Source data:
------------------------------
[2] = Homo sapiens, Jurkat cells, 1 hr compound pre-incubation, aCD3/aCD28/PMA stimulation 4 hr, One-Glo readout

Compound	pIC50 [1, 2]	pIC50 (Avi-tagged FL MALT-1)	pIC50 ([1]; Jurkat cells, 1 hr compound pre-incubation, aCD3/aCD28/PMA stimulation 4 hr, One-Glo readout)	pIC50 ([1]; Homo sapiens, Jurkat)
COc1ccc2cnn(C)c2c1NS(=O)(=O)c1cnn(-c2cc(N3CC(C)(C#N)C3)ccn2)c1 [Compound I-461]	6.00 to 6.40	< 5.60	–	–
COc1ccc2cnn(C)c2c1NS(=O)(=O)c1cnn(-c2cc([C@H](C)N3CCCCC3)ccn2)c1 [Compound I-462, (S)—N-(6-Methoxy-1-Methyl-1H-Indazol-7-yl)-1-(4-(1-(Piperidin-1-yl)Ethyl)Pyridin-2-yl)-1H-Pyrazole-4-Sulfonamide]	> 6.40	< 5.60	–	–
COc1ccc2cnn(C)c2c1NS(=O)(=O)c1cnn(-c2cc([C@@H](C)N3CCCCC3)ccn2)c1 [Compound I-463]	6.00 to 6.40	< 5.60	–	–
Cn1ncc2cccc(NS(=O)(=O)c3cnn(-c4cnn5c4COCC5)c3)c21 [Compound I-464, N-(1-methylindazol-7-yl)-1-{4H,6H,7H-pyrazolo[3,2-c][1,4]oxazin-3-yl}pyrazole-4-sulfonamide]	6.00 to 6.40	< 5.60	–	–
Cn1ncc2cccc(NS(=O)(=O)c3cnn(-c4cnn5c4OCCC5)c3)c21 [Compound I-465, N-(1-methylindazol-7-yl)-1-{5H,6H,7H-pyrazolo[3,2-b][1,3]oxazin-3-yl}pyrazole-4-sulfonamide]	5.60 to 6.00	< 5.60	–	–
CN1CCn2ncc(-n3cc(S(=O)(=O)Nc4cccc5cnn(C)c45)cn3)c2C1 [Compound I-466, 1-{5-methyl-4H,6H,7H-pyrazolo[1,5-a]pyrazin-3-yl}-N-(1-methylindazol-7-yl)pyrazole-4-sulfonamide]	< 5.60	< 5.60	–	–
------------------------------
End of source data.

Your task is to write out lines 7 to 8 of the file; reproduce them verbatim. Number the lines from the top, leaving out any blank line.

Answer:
Cn1ncc2cccc(NS(=O)(=O)c3cnn(-c4cnn5c4OCCC5)c3)c21 [Compound I-465, N-(1-methylindazol-7-yl)-1-{5H,6H,7H-pyrazolo[3,2-b][1,3]oxazin-3-yl}pyrazole-4-sulfonamide]	5.60 to 6.00	< 5.60	–	–
CN1CCn2ncc(-n3cc(S(=O)(=O)Nc4cccc5cnn(C)c45)cn3)c2C1 [Compound I-466, 1-{5-methyl-4H,6H,7H-pyrazolo[1,5-a]pyrazin-3-yl}-N-(1-methylindazol-7-yl)pyrazole-4-sulfonamide]	< 5.60	< 5.60	–	–